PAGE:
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03/24/2012 19:07:34 •••

Slow to Awesome in 34 episodes.

First off, let me say that the first half of Tamers is really boring, the best comparison I can think of is the Royal Knights arc from Frontier. That's not to say there aren't good moments to be had, but just that it seems to go at a snails pace. The turning point is Beelzemon going into action. Once he comes in you get all the action and psychology that was promised. After him things come to fruition and you get a rather unique final villain. The whole ending is well worth it, so even if the beginning is slow please believe me when I say that we weren't lying that this show is awesome. You just need to get through to it.

02/13/2012 00:00:00

Okay, I have to point out the huge difference between the royal knights arc of frontier and every episode of Digimon Tamers. The aforementioned arc is repetitive, in that every single episode had the same beguining, some completely irrelevant events/plot points that can be explained in 2 lines Such as the fact that Koichi doesn't have a fractal code means that in fact he was dead and that the Koichi we see is actually a spirit, or that Kouji and Takuya are getting stronger by gaining experience as well as exactly the same ending, so all of these 8 episodes could be easily shortened to one.

The most notable thing about the episodes of Tamers is that they strictly obey realism by not having sequential plot points (heck, the very first scene is only fully explained, after plenty of gradual reveals, in episode 38) or even antagonists! The meaningful conflict is a moral one, in other words it's an argument between the characters who each defend their position and try to change the others. Note that while the previous is very intellectual, very adult, very sophisticated, certainly very meaningful, it's not particularly exciting and can only be appreciated if the viewer commits his brain to a detailed analysis of the show, and thus cannot be enjoyed absent-minded (which is why it is held as slow, when the plot itself is far more complicated than anything that came before or after in the franchise). Even the action, which instead of consisting of a difficult, hair raising struggle is in fact composed of very straightforward battles that can go horribly wrong without warning (again, realistic, but not very exciting).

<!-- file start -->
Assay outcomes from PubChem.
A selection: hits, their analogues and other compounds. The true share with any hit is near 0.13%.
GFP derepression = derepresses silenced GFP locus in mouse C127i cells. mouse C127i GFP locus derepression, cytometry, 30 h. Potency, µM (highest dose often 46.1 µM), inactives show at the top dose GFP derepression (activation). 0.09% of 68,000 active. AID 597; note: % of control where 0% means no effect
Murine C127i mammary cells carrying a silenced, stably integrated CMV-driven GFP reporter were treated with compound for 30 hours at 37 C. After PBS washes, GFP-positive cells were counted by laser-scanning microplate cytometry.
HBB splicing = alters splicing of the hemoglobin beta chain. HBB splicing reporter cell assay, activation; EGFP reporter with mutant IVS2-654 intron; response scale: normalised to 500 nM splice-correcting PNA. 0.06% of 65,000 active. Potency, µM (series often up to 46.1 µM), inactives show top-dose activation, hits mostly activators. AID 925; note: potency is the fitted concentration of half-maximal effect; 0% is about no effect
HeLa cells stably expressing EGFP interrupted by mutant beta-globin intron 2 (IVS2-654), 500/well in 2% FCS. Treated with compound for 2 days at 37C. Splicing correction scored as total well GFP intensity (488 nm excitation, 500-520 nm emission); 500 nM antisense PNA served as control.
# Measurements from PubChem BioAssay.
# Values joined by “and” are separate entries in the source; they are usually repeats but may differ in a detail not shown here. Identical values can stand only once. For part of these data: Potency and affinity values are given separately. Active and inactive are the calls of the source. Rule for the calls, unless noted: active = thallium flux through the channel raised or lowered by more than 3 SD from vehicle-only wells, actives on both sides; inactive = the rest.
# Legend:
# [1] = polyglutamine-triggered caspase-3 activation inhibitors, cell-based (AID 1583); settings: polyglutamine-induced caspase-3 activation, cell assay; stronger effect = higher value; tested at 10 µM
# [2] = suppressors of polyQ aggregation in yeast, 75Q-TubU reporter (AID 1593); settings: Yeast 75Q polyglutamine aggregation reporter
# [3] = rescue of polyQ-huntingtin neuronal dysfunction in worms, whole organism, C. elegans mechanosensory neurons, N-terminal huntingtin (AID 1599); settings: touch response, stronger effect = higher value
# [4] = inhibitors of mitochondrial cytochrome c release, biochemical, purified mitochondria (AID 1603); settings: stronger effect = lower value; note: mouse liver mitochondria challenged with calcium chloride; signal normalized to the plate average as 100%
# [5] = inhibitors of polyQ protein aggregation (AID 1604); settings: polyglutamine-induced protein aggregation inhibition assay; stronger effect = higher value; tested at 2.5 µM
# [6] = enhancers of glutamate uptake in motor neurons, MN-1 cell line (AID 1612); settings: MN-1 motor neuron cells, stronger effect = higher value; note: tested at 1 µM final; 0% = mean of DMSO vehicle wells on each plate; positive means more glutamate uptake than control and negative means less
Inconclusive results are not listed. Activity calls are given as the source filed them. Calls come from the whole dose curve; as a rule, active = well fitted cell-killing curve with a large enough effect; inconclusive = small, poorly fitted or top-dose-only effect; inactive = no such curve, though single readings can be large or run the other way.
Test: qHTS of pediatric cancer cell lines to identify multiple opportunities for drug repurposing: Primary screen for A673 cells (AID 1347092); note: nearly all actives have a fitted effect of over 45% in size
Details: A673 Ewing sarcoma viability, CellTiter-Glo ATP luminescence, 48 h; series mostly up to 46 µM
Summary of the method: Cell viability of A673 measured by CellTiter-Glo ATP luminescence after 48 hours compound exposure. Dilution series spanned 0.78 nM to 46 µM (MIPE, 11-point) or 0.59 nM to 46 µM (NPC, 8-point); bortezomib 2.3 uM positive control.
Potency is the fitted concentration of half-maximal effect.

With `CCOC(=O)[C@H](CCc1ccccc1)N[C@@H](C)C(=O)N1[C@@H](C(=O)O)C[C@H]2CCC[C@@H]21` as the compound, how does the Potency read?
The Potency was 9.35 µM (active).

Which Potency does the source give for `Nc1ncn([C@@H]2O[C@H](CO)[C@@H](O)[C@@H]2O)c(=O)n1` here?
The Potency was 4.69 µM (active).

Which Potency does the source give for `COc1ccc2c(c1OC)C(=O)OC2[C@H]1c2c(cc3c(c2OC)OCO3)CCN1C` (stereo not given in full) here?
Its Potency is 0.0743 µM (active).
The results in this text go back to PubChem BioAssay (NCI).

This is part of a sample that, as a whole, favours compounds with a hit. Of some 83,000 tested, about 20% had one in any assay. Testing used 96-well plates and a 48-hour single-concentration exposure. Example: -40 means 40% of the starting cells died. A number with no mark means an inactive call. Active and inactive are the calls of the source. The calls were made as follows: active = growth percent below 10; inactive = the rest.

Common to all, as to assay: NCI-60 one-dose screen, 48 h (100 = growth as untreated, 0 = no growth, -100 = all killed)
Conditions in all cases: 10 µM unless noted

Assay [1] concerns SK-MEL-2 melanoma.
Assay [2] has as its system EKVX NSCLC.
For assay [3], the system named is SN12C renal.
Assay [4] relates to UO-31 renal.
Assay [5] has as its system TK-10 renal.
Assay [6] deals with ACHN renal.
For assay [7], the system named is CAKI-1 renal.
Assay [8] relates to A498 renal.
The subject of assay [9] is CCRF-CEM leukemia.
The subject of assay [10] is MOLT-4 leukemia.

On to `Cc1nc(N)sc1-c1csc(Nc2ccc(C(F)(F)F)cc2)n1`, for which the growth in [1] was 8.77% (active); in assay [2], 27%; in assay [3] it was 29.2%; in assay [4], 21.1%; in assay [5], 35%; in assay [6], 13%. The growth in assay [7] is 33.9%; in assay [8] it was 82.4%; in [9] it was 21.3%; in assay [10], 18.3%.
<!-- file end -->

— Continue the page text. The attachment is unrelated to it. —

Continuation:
That changes in episode 34, because afterwards there are always powerful antagonists that have the tamers struggle to their limits, extreme situations that trigger emotional outbursts, wider-scale battles, and very scary imagery alongside the other elements that are still there, except now are not so cerebral (hence, more appealing).

P.S Note that I like all of the series; I am just defining the genre shift.

03/24/2012 00:00:00

Finally someone who understands,see this is exactly why I like Savers and Adventure more. Neither are slow paced and in the case of Savers,actually conveys a lot of the same themes,while maintaining a good shonen feel as well.

The plot is complicated,and it does pay off,however it does devolve at points such as the Devas

I found the big pick-up to be about the point when Leomon first joins though.

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